Edwardian vs Victorian House - What is the Difference? | Rose Collection (2024)

Edwardian vs Victorian House - What is the Difference? | Rose Collection (1)

Across the UK, there are hundreds of thousands of period properties. From timber-framed Tudor buildings to early 20th century Art Deco and Modernist homes, period houses have a distinct character which reflects the architecture of the era when they were built. Perhaps the most prolific period for housebuilding in the UK was between the mid-nineteenth century and the early twentieth century.

The British Empire was at its peak, and the financial benefits were being seen in towns and cities throughout the country. During the reigns of Queen Victoria (1830 – 1901) and King Edward VII (1901 – 1910), UK housebuilding increased exponentially. Today, both Victorian and Edwardian properties are sought-after styles for the modern homebuyer. Their traditional character and impressive architecture continue to appeal to a wide cross-section of home buyers.

Victorian, Edwardian and even Georgian properties are often collectively referred to as classical or period properties. So, can you spot the difference between an Edwardian and a Victorian house? Here are some characteristics unique to each era.

Victorian Property Characteristics

Edwardian vs Victorian House - What is the Difference? | Rose Collection (2)

The Victorian era is well-known for the Industrial Revolution. Thousands of terraced properties were built to house workers close to factories, particularly in the industrial North and Midlands. The Victorian era, however, is not all about rows of terraced housing. Many larger properties were also built to house the wealthier members of society. Some distinctive characteristics of a Victorian property are:

  • High pitched roofs
  • Ornate gable trim
  • Bay windows
  • Two over two panel sash windows (supported with a single astragal bar on each sash)
  • Sash window horns
  • Decorative brickwork (often in red)
  • Stained glass windows

The Victorian era is the second longest reign in the UK’s history, only recently surpassed in 2015 by our current queen Elizabeth II. It’s inevitable, therefore, that there is some cross-over from the preceding Georgian period and the following Edwardian era. The features above, however, are typical of Victorian properties.

Edwardian Property Characteristics

Edwardian vs Victorian House - What is the Difference? | Rose Collection (3)

The Edwardian era is often viewed as the pinnacle of the UK’s influence on the world stage. At home, advancements in technology combined with wealth from overseas allowed architects to design properties to meet the needs of a rapidly changing demographic. As the middle classes moved out of the city into the suburbs, housing was built to reflect their changing priorities. An Edwardian property is often characterised by:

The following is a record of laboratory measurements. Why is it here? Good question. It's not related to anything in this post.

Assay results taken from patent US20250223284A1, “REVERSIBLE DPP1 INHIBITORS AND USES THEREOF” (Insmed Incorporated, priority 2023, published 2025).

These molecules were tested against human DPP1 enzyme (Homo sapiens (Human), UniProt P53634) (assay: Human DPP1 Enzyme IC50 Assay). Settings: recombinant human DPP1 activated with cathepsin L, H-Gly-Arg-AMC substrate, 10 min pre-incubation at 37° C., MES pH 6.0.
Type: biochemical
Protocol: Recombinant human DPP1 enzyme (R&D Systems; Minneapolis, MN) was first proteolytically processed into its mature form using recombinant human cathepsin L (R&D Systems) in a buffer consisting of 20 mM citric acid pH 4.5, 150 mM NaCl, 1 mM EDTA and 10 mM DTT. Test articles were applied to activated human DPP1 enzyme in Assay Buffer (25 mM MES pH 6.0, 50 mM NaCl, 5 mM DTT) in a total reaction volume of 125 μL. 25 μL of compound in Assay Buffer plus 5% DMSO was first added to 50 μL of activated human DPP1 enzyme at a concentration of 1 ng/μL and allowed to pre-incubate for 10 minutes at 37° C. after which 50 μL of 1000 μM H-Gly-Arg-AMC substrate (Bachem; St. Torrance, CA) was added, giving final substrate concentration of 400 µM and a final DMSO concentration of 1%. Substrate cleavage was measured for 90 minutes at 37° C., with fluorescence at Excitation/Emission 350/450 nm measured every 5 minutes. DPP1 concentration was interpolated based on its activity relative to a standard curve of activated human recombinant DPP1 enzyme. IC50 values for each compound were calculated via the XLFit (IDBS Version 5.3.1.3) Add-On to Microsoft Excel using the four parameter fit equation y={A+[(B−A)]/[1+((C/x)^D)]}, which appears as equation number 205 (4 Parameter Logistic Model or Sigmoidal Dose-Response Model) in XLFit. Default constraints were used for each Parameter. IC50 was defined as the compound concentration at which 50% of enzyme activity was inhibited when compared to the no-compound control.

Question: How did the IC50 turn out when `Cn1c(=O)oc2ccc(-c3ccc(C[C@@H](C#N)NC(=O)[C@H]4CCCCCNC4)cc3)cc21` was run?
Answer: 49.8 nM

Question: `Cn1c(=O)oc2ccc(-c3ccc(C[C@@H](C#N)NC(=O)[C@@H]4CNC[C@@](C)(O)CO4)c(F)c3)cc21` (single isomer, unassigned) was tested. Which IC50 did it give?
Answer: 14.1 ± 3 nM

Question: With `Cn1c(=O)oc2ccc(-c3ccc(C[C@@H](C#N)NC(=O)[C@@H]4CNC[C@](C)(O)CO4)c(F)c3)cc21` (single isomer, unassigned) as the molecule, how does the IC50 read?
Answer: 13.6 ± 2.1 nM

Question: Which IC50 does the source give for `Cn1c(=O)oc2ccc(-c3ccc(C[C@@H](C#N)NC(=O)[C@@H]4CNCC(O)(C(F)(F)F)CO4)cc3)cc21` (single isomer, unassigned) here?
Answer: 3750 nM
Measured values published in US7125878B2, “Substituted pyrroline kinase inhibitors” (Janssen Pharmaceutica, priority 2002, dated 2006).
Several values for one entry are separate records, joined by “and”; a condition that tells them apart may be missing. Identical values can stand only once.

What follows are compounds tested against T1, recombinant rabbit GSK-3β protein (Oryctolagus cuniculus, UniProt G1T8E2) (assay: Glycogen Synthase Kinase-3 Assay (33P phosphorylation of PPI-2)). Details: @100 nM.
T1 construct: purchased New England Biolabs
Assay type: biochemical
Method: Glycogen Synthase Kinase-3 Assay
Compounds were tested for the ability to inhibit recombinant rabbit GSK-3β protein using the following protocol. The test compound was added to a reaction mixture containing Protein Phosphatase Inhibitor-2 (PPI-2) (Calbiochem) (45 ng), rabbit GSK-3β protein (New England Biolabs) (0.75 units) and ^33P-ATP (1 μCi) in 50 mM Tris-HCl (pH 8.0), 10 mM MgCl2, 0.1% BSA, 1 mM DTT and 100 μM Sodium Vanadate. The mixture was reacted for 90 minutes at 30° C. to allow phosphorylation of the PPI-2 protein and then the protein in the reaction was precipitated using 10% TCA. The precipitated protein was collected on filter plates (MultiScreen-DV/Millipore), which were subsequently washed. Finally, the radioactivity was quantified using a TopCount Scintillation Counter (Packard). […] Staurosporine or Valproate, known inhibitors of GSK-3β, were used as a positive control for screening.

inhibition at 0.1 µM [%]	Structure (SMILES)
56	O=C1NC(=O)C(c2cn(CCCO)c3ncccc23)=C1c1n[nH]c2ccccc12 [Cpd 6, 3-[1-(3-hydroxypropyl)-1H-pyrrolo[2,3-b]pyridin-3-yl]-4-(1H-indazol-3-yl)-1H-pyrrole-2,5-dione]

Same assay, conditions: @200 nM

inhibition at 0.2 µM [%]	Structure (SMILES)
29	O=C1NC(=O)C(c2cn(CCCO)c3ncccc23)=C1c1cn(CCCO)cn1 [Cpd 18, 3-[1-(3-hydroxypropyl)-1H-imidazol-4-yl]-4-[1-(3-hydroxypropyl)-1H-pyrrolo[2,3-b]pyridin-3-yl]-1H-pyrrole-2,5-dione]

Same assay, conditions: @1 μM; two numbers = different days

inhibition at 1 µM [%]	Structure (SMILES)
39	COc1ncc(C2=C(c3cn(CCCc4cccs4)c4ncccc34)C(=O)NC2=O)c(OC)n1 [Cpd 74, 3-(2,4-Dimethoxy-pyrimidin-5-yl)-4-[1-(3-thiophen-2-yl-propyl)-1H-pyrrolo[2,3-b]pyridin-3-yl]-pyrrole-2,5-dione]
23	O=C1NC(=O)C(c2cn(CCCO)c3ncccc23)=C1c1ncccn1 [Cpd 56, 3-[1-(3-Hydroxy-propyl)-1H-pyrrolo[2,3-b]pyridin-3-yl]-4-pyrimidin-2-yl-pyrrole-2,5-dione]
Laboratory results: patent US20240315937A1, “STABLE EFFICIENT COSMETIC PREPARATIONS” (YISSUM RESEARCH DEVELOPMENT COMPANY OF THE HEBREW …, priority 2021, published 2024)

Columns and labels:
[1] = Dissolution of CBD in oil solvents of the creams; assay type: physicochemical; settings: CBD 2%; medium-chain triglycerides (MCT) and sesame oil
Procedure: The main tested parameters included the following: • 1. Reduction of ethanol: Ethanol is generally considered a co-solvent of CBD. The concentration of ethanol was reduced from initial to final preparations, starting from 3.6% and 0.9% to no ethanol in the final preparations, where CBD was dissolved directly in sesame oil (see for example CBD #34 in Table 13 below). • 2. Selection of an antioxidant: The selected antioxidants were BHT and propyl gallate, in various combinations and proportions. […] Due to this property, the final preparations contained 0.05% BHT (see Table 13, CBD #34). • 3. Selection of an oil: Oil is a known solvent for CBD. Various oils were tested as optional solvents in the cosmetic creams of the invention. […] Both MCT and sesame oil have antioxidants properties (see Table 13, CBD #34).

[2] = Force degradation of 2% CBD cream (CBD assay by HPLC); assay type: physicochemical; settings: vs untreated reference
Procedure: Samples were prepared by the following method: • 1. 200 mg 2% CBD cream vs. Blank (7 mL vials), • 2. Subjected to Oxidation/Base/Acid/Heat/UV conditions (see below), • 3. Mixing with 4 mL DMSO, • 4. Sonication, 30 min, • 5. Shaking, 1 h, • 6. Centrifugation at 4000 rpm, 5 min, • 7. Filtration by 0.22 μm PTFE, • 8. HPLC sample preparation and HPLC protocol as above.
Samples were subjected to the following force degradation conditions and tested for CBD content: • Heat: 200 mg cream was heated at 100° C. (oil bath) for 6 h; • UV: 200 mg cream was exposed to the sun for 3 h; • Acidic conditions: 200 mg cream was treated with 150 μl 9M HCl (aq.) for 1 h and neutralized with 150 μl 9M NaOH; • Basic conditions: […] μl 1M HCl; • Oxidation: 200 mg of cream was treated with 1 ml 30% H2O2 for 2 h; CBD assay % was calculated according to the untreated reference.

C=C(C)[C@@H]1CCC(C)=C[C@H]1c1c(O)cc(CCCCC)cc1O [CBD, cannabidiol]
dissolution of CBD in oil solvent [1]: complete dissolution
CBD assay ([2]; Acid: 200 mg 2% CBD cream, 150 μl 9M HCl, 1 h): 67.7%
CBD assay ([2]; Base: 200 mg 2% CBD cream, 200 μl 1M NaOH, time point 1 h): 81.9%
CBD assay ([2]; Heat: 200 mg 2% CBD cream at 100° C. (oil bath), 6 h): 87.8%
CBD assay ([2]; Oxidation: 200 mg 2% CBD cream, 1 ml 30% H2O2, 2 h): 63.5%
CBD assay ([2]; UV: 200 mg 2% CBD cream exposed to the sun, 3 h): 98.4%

• Georgian revival architecture
  • Mock-Tudor cladding
  • Six over two panel sash windows
  • Larger glass panes
  • Large proportions
  • Simple designs influenced by the Arts and Crafts movement
  • Timber framed porches

In every era, there are exceptions to the rule. As a general guide, however, the above characteristics will serve you well, especially if you are considering owning a period property.

Windows for Period Properties

If you live in a period property, whether Victorian or Edwardian – or Georgian, for that matter – and you’re thinking about getting new windows, the Rose Collection could be for you.

With plenty of sash window options, including the Ultimate Rose, Heritage Rose, and Charisma Rose, you can authentically replace your windows without having to worry about how they would fit into your period property. Even if you’re building a new property that is designed to look like a traditional heritage property, you can design your bespoke sash window to suit the required style.

For more information about our suite of sliding sash windows or any other enquiry, get in touch with us. We look forward to transforming your period property!

Categories: uPVC Sash Windows

Edwardian vs Victorian House - What is the Difference? | Rose Collection (2024)


What is the difference between Edwardian and Victorian decor? ›

The interiors of Edwardian properties typically feature high ceilings that create a sense of spaciousness. This design element contrasted with the lower ceilings often found in Victorian houses. Edwardian houses aimed to create brighter and more open interior spaces.

What are the features of Edwardian houses compared to Victorian houses? ›

So, unlike the smaller, darker Victorian homes, Edwardian houses were more squat, wider and roomy, with bigger hallways and more windows. It's common for an Edwardian property to have a front garden and be set back from the pavement, as there was an ever-increasing desire for privacy at that time.

How to tell an Edwardian house? ›

An Edwardian property is often characterised by:
  1. Georgian revival architecture.
  2. Mock-Tudor cladding.
  3. Six over two panel sash windows.
  4. Larger glass panes.
  5. Large proportions.